There are two drawings that I still have from when I was about eight years old. One is of a house in the middle of a piece of paper and above it I’ve written ‘house’. The other is an apple, the outline of an apple and above it is written ‘apple’. I think these are two iconic images, subconsciously stuck in my head for a long time, now they’re more conscious.

With my work I always try and look for an honesty and the core of a subject matter. We live in a world which is full of transient moving images and sensationalism. So I don’t get completely caught up in that, I always go back to these childhood images. It keeps my feet on the ground.

How long do you typically spend on one of your pieces?

I’m an advocate of the immediate mark and spontaneity. I could have four weeks, where I’m thinking about a piece of work, then I could make that piece in four hours. It’s the whole thought process and knowing the subject and wanting to get into it.

I was driving to the studio, when a flock of crows flew up from a field. I almost crashed, it was so amazing. I came into the studio and had to paint it. It was finished in 10 minutes. The irony is that it was part of a show a year later and was the first piece that sold. It can take years to complete a painting but sometimes it will take minutes.

Some take much longer. I call these my jinx paintings. You can come in and be clear about the subject matter but spend weeks on it and it just doesn’t work out. I tend to put these on the wall and come back to them weeks later.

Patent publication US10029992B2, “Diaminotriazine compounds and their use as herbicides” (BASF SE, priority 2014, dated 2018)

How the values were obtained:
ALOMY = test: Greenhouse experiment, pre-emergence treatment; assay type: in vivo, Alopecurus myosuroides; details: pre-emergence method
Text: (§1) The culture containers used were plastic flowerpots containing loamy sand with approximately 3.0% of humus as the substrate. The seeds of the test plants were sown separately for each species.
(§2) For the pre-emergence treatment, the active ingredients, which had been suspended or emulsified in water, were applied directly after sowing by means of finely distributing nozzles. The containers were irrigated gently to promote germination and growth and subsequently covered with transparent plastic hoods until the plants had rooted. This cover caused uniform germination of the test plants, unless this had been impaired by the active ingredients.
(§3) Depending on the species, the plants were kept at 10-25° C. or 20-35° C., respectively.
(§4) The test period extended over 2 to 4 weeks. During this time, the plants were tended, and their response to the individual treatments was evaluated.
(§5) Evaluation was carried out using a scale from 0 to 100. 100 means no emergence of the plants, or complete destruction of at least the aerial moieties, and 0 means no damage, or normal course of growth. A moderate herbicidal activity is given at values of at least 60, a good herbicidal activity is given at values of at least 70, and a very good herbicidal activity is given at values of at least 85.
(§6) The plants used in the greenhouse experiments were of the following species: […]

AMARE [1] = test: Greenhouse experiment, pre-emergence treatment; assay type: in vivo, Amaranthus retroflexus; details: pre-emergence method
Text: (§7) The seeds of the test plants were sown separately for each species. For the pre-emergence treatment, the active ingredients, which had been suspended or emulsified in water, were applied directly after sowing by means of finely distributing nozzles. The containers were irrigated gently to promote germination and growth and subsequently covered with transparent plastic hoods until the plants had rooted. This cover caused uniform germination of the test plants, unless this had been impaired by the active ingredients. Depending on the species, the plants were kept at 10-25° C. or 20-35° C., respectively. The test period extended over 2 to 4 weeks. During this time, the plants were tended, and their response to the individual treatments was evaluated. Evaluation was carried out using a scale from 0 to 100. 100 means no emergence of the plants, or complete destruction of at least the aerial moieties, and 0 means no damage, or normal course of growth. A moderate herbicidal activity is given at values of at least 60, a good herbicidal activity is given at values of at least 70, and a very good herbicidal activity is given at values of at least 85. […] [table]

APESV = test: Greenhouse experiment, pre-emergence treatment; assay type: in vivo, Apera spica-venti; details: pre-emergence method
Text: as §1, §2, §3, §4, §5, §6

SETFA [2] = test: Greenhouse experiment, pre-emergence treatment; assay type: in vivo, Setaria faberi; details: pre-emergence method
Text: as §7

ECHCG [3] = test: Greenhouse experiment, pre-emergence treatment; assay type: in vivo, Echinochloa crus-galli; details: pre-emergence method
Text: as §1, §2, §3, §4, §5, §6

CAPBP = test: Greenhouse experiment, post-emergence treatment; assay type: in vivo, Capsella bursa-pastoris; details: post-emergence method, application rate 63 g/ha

There is a black square on the wall of my studio that is my nemesis. Under the black square are around 20 paintings, which I come back to every now and again and then it just gets re-covered.

Often the titles of your work are intriguing and mysterious, can you talk us through them?

I have always loved writing, reading and film, so with my work titles I go through phases. Due to the simplicity and minimalism of my work I find that they are a slight detachment for me. Often, the titles can be quite removed from the actual subject matter.

If the painting was emotionally fired and I was going through heartbreak or trauma, I may use a title which lightens it. I think the titles help people relax. Sometimes I use cynical titles related to what’s going on in the world. Sometimes they come from something a friend has said. Sometimes I use song lyrics or something I’ve heard on BBC radio 4, from an interview or a serious statement; I also use lines from plays, titles come from a variety of places.

When you’re an artist you have to be an actor or actress, you’re putting yourself out there into the public realm. I’ve always been guarded, I don’t want to give everything away. When I work I really bare my soul, like most creative people. Some works are difficult to title, I finish the painting and it can take me a month to title the work, then I will have a serendipitous moment and I will think, ‘I’ve got it’.

The critic Joan Bakewell said to me that every painting tells a story. That stuck in my mind … the artist might have a story and the viewer will have a different story again.

Who or what inspires you?

I did my degree at Goldsmiths, London in the late ’80s. It was the rebirth of the conceptual movement. After I finished my degree I didn’t want anything to do with the world of art. I didn’t want to talk about art, I didn’t go to shows or exhibitions for years. I found my inspiration in ‘normal’ people.

Now I find my inspiration from conversations with friends, people that give you a smile in the street, strangers that will engage in conversation. I love openness.